(I love this bust. I call it ‘Mother of Boys’. I saw it in a Château in the Loire Valley and immediately identified with her facial expression.)
Anyway, back to this blog!
Off he goes, cricket bat in one hand, Egg in the other! That’s my boy and, in my eyes, he is a champion before he has even left.
Being selected for the school’s First 11 cricket team was an honour, playing in the local school comp was fun and then came the cherry on the cake: the opportunity to join the team in a competition on the other side of Australia!
First of all, what is it about bloody cricket and blood glucose levels? I sit on the side lines on a Saturday
: a true martyr, looking just like the picture above. I’ve given up even trying to pick which child is mine, let alone try to understand the rules. Then comes the post match analysis of the game. I smile, and adopt a Madonna-esque ( not pointy bra Madonna) facial expression and try to nod in the right places. Following this, we try to figure out the randomness of the BGLs (this time potty mouth Madonna can make an appearance) and we are stumped. (Hey, look, a cricket metaphor!).
Last week, wearing a CGM (funded by the local diabetes clinic) was a seemingly fantastic solution to working out what was going on. Great idea until there was an allergic reaction to the film keeping the CGM in place. Cue much frantic itching and the appearance of a nasty rash. A new CGM was put on after the weekend and was able to be kept on until the end of the week. The poor boy did have another allergic reaction but had kept quiet about it and soldiered on. The information gleaned from the wearing of the CGM has meant that the amount of insulin used around games can now be tailored much more precisely.
Challenge number one, was making sure the teacher leading the group had an awareness of Type 1 diabetes and was trained to use glucagon. This took some organising from our Diabetes Educator. She said her session with the teacher was fantastic and that the teacher was floored by what my son has to do every day. It is wonderful that he sees him as a ‘normal’ boy and he is, but there is so much work goes on, especially around sport, to make that happen. Now the teacher gets it, I can be confident in him being a good back up for my boy.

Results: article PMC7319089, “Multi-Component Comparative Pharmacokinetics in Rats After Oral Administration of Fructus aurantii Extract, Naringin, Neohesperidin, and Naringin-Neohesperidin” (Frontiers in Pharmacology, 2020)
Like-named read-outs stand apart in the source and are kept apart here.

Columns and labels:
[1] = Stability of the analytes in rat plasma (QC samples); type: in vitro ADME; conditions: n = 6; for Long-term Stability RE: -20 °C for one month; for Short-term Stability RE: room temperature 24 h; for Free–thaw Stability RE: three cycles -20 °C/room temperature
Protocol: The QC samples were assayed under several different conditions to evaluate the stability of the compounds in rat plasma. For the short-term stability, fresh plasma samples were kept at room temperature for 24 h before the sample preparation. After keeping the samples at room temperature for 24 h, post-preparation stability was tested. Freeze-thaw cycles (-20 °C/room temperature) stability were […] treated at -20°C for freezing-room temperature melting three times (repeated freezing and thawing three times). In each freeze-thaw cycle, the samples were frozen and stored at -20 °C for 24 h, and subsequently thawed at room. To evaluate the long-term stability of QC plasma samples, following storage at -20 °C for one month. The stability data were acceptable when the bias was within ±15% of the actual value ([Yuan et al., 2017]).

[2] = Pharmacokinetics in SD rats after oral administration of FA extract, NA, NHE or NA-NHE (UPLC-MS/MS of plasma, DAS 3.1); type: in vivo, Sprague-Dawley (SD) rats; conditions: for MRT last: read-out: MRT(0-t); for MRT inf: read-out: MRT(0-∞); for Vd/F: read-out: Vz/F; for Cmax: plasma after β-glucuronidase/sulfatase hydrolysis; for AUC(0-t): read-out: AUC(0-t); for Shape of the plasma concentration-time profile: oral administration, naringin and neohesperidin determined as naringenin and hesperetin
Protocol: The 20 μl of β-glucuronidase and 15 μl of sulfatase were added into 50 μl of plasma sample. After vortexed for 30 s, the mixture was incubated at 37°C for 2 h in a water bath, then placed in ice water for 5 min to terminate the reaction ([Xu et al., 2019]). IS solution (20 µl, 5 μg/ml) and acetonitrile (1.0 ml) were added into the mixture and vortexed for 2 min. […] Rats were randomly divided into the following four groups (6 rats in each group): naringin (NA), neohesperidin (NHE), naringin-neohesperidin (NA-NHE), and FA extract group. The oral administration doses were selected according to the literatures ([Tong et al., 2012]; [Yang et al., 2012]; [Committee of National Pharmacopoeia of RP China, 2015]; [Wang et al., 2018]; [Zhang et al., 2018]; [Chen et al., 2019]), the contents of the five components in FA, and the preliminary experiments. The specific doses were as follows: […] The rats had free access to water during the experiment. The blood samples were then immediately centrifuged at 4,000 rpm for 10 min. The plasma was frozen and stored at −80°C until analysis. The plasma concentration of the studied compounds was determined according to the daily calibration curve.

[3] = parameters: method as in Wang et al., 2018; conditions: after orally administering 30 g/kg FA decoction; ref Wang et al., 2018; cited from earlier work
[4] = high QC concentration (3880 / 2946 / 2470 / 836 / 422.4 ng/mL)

The next challenge was to find a family who would billet my boy. A lovely lady has put her hand up. Her sibling has Type 1 diabetes and her son is in the host school’s team . She has volunteered to do the 3am wake up so BGLs can be checked after a big day of cricket in the sun, presumably backed up with swims and back yard cricket. She is getting in all the hypo snacks needed and has sent texts checking we are all good to go. I am unbelievably grateful to this family. This had been my biggest worry as my boy sleeps through night time hypos. I am pretty tough and don’t cry often but I bawled my eyes out with sheer relief after I spoke to this lady.
After the school and accommodation were sorted, we needed to go through the action plan. We rocked up Friday afternoon to the local diabetes clinic. This date coincided with my son’s three year ‘diaversary’. On the way to the appointment, I really wanted my son to reflect on how amazing, fantastic and all round bloody wonderful he has been. As we drove, we chatted about all that had happened in those three years and I let him know in very clear terms how proud his dad and I are of him.
My boy knows what he needs to do. He can carb count like a pro. He has a great knowledge of how to manage his diabetes. My hope is that
, with all this knowledge and a good back up team, he can focus on having fun and playing some good cricket.
So here we are. Tomorrow is preparation day. Cricket gear needs to be pristine. Good clothes for going out folded. Full school winter uniform including blazer hung up ready to wear travelling. Then
lastly we will go through the diabetes kit. A lesson on how to use the Frio packs, triple checking that there is enough gear to last a week and then we will wave him off in the wee small hours of Tuesday.